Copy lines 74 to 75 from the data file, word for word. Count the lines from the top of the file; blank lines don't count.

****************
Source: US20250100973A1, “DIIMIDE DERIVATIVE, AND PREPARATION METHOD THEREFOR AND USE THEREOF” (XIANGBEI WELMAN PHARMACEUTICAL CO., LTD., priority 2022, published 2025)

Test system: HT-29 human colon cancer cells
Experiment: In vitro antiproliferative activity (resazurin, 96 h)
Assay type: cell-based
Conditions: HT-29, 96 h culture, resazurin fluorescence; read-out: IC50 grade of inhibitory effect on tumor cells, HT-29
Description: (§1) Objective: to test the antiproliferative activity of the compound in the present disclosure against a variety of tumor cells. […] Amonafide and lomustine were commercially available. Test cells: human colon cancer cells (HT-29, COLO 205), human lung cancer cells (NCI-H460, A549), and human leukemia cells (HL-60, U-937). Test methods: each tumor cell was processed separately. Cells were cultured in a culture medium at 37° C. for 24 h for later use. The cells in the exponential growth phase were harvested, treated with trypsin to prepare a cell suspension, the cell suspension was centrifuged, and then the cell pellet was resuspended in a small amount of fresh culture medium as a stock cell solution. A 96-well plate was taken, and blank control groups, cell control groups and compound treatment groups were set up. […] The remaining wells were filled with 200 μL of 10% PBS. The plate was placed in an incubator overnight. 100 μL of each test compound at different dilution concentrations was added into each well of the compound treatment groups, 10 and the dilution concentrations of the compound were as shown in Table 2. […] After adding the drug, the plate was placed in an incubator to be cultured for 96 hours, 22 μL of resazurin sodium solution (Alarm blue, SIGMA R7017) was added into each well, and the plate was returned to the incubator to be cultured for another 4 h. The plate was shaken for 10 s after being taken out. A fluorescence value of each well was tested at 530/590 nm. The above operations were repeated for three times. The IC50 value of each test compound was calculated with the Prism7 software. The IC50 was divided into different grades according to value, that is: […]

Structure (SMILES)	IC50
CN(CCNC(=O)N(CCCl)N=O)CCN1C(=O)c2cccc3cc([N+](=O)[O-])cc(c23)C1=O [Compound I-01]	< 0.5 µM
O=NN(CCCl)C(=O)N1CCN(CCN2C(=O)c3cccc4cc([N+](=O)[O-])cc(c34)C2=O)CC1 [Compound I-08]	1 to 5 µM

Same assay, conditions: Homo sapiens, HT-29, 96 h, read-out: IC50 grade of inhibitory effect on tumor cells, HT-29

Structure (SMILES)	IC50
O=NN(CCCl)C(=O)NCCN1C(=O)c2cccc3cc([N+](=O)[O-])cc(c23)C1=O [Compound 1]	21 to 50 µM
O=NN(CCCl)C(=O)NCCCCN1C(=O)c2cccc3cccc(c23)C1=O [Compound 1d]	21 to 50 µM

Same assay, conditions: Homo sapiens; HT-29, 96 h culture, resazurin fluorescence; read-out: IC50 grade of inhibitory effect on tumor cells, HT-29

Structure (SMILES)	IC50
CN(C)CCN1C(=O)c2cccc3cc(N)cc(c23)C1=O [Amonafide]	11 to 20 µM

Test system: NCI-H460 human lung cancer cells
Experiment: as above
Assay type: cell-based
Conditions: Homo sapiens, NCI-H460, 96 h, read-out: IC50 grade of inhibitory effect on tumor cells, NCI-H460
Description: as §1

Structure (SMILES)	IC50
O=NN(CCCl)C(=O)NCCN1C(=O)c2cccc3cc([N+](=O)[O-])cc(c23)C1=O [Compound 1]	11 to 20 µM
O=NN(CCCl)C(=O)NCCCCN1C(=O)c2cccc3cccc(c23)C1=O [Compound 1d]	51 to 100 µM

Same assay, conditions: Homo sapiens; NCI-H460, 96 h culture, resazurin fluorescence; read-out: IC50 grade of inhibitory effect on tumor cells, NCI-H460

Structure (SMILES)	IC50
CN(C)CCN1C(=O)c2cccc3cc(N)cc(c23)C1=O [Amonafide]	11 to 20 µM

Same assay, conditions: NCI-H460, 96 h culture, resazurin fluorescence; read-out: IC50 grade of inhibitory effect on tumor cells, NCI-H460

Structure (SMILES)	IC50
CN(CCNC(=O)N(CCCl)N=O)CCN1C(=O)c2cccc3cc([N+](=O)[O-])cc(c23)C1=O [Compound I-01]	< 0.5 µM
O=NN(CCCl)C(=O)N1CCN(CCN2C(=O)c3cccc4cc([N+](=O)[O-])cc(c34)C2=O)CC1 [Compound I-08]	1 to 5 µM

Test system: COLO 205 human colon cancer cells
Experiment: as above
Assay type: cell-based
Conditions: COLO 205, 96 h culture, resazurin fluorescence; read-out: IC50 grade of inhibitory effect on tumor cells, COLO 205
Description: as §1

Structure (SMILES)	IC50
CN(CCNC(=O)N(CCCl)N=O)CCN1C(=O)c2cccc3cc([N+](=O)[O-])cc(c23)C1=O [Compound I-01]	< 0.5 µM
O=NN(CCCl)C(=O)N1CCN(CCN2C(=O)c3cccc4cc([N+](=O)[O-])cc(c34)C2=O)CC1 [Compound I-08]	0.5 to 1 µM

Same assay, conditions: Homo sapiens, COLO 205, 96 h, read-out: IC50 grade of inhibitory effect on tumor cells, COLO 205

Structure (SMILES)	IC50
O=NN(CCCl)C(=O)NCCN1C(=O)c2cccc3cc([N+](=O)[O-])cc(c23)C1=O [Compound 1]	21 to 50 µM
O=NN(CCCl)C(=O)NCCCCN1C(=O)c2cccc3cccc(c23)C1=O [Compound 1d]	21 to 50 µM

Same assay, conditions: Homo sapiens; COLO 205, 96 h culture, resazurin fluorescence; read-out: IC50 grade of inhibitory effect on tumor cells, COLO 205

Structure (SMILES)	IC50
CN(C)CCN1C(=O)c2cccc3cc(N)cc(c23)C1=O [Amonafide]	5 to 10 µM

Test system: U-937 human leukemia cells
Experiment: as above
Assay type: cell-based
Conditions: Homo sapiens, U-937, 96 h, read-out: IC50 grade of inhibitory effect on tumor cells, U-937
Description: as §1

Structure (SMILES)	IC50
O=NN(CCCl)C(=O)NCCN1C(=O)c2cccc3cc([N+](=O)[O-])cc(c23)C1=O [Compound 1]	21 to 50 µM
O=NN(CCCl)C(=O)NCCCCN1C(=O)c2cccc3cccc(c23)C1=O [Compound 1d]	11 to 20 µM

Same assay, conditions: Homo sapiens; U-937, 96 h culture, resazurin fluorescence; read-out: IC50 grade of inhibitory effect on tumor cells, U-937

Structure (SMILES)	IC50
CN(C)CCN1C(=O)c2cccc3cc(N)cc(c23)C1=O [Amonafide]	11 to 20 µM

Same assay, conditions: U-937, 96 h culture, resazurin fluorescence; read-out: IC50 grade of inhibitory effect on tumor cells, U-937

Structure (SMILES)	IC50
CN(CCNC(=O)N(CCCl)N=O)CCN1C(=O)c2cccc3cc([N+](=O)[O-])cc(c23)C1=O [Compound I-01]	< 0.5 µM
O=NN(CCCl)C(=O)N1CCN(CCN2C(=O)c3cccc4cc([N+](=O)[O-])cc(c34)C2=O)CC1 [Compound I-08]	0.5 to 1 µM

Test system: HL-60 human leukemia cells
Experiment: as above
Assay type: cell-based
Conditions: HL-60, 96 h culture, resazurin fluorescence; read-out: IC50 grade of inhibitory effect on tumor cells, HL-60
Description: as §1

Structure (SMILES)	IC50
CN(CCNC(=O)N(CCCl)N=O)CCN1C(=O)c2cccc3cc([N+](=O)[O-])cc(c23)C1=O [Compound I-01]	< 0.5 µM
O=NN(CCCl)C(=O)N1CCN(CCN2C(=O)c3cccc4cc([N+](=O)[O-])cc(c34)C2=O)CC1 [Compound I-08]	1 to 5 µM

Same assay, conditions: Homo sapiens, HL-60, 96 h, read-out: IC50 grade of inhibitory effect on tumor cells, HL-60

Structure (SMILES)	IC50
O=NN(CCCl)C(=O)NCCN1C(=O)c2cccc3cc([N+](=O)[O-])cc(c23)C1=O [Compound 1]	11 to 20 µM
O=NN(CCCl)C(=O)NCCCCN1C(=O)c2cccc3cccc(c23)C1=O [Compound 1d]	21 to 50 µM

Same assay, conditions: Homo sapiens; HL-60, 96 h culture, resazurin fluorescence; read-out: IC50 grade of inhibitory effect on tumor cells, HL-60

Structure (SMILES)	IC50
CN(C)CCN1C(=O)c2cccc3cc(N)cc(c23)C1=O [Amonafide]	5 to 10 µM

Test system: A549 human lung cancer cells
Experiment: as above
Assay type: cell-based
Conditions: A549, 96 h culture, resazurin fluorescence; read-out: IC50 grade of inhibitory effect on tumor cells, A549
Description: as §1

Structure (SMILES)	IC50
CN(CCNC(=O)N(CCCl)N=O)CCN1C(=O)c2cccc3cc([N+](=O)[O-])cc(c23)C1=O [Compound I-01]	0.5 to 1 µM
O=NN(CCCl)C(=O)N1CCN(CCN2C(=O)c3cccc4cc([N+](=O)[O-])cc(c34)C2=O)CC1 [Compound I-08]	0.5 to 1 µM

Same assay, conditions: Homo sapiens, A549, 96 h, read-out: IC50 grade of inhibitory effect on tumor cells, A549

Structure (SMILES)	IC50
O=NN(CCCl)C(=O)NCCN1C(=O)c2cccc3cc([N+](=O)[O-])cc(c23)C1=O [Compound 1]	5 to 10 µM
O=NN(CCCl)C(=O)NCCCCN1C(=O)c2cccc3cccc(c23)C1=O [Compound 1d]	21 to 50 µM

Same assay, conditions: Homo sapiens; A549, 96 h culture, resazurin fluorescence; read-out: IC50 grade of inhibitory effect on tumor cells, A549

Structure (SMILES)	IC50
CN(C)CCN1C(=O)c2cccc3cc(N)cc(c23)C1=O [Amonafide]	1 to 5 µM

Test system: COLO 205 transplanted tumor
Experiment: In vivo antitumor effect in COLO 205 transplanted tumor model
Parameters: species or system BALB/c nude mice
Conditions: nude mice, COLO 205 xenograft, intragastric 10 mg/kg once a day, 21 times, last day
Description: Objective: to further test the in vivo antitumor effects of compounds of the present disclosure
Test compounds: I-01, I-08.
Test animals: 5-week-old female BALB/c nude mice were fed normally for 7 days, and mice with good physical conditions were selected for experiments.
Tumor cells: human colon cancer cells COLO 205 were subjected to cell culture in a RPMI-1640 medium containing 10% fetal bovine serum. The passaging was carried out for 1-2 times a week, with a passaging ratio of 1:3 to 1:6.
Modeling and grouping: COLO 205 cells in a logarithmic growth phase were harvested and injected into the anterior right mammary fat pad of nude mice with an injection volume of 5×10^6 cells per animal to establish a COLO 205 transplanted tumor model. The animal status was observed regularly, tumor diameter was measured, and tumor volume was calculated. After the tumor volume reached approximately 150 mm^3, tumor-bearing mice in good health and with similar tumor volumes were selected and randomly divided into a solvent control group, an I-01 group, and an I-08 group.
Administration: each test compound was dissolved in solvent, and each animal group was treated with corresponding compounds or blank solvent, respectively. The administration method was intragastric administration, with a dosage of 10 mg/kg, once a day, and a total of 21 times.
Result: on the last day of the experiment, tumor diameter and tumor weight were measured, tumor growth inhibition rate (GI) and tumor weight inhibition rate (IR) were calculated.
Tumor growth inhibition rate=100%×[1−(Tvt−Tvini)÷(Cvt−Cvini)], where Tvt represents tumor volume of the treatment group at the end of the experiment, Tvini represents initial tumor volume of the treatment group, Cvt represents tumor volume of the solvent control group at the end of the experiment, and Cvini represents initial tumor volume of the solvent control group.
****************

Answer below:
Same assay, conditions: Homo sapiens; HL-60, 96 h culture, resazurin fluorescence; read-out: IC50 grade of inhibitory effect on tumor cells, HL-60

Structure (SMILES)	IC50